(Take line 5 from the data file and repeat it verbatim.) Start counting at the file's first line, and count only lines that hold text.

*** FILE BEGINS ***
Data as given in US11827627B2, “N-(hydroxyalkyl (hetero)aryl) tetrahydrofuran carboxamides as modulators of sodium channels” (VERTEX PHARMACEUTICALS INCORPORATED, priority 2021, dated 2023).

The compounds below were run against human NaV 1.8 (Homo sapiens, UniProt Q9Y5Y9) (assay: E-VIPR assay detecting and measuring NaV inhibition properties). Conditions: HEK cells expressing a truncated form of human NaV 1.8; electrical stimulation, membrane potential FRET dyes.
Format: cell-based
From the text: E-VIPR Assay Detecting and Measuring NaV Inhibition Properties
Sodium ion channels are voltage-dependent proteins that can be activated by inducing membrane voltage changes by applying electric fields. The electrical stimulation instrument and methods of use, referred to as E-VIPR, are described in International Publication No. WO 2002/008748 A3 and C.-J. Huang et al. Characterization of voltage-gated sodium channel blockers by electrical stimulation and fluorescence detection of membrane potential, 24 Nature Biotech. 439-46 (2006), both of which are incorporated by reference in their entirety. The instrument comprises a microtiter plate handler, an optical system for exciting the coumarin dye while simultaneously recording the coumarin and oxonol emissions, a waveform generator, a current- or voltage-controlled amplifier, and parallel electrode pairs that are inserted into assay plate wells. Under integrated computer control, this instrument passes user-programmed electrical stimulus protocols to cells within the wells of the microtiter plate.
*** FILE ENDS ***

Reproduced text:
Sodium ion channels are voltage-dependent proteins that can be activated by inducing membrane voltage changes by applying electric fields. The electrical stimulation instrument and methods of use, referred to as E-VIPR, are described in International Publication No. WO 2002/008748 A3 and C.-J. Huang et al. Characterization of voltage-gated sodium channel blockers by electrical stimulation and fluorescence detection of membrane potential, 24 Nature Biotech. 439-46 (2006), both of which are incorporated by reference in their entirety. The instrument comprises a microtiter plate handler, an optical system for exciting the coumarin dye while simultaneously recording the coumarin and oxonol emissions, a waveform generator, a current- or voltage-controlled amplifier, and parallel electrode pairs that are inserted into assay plate wells. Under integrated computer control, this instrument passes user-programmed electrical stimulus protocols to cells within the wells of the microtiter plate.